News
Updated Mar 5, 2021

One year on for waste crime taskforce

The Joint Unit for Waste Crime (JUWC) has celebrated its first anniversary.

Its role, encompassing the whole of the UK, has been to crack down on criminals and gangs who commit serious and organised waste crime, and it has enjoyed a successful year despite the COVID-19 pandemic.

Launched in January 2020, the multi-agency taskforce was the first of its kind to formally bring together environmental regulators and law enforcement agencies to tackle serious and organised waste crime which is estimated to cost the UK economy at least £600 million a year and cause great harm to the environment, local communities and businesses.

Despite the Joint Unit just starting out when the Covid-19 pandemic struck, the taskforce wasted no time in sharing intelligence, identifying illegal activity and conducting numerous operations to disrupt illegal activities, leading to arrests of suspected waste criminals and bringing them to justice. The taskforce has also strengthened in number, with the British Transport Police and the Northern Ireland Environment Agency (NIEA) joining the Unit in September.

JUWC comment

Nicola Lawton, JUWC Deputy Director for Enforcement, said:

"The JUWC is crucial to our fight against serious and organised waste crime, and despite the Covid-19 pandemic we have continued to target and disrupt the criminal networks who are undermining the waste industry and the environment.

"In the last year we have conducted numerous multi-agency operations against groups and individuals who are causing serious harm, and the Unit is now leading over 20 operations into offending that spans the UK and involves not only waste crime but other criminal activities including firearms, drugs, vehicle theft and money laundering.

"The Joint Unit has entered 2021 stronger and more determined than ever to tackle those engaged in serious and organised waste crime."

Partners of the JUWC

The JUWC is comprised of eight partners: the Environment Agency, Natural Resources Wales, the Scottish Environment Protection Agency (SEPA), the NIEA, the police, the National Crime Agency, HM Revenue & Customs (HMRC) and the British Transport Police.

JUWC case studies

A large proportion of waste crime is carried out by gangs and individuals who operate bogus waste services, accepting payment for disposal without having the necessary permits for transportation or storage.

Waste is then illegally dumped on private and public land to avoid fees and landfill taxes, which causes significant harm to businesses, local communities and the environment.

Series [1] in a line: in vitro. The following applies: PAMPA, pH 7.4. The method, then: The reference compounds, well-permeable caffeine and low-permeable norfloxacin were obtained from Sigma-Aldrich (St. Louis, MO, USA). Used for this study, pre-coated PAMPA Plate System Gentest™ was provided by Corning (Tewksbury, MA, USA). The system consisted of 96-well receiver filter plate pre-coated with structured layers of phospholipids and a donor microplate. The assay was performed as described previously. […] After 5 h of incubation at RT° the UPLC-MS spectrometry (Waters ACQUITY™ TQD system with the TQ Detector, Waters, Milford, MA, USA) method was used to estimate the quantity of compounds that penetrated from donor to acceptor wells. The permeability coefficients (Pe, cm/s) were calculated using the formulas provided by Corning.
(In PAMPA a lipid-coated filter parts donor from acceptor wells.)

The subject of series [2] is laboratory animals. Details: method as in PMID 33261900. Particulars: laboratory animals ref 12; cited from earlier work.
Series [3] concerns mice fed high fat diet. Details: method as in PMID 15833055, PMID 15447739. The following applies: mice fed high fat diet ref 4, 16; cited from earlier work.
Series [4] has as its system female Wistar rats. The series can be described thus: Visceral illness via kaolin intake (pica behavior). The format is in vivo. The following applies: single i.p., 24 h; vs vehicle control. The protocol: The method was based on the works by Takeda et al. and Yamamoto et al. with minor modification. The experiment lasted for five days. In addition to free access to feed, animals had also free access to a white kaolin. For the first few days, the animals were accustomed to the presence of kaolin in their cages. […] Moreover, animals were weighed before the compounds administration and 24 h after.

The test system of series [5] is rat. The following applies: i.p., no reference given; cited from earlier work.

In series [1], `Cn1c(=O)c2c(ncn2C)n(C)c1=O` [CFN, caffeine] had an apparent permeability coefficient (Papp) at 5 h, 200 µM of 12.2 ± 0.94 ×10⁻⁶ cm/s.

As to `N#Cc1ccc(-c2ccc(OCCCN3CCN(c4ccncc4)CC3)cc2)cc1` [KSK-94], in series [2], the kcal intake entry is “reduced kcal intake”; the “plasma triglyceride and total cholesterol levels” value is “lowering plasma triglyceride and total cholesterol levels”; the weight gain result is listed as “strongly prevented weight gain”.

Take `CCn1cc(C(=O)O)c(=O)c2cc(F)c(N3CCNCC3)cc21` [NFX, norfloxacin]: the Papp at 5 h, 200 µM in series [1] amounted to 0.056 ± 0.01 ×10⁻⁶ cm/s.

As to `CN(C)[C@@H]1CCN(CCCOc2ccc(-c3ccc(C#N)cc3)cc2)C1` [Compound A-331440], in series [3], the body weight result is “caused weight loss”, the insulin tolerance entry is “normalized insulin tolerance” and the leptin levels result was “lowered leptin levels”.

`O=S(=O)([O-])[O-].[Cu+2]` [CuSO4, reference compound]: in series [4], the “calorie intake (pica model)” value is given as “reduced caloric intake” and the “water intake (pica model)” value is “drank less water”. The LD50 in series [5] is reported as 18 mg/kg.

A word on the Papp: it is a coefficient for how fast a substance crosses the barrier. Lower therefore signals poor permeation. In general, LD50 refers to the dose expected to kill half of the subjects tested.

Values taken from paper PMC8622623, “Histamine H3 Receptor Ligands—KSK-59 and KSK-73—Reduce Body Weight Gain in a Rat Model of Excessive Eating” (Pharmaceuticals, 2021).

Here are some of examples of the work of the JUWC over the past year:

In May 2020, the JUWC started an investigation into a hostile waste operation where local Environment Agency officers had previously been intimidated and threatened. JUWC officers began a surveillance operation and worked with the local council, HMRC, the DVSA and the RSPCA on a targeted plan for the site. This led to a warrant being executed in August 2020 by JUWC officers and the police.

The JUWC are now reviewing the evidence gathered and will take enforcement action for any offences committed.

In September 2020, the JUWC was invited by the Government Agency Intelligence Network to attend a site raid in Kent which was supported by over 300 Metropolitan Police firearms officers. Seven people were arrested on suspicion of an array of offences after police discovered drugs, stolen vehicles and an arsenal of weapons including a loaded shotgun, 17 air weapons, CS gas and a machete.

Two people found at the site were cared for by the force's modern slavery team and 49 stolen dogs seized, with most now returned to their owners.

In October 2020, JUWC officers from the Environment Agency and the British Transport Police undertook a week of action tackling waste and metal crime.

Over 1,100 vehicles were stopped and 550 sites were visited. Over 150 offences were detected and 29 arrests made.

Additional role of the Environment Agency

In addition to the JUWC, the Environment Agency also conducts its own operations to disrupt criminal waste activity.

In 2019, the Environment Agency stopped illegal waste activity at 912 sites - 12% more than the previous year.

As a result of prosecutions taken by the Environment Agency, businesses and individuals were fined almost £2.8 million for environmental offences in 2018.

                                                                                                                                                                                                                                                                                                                                                      

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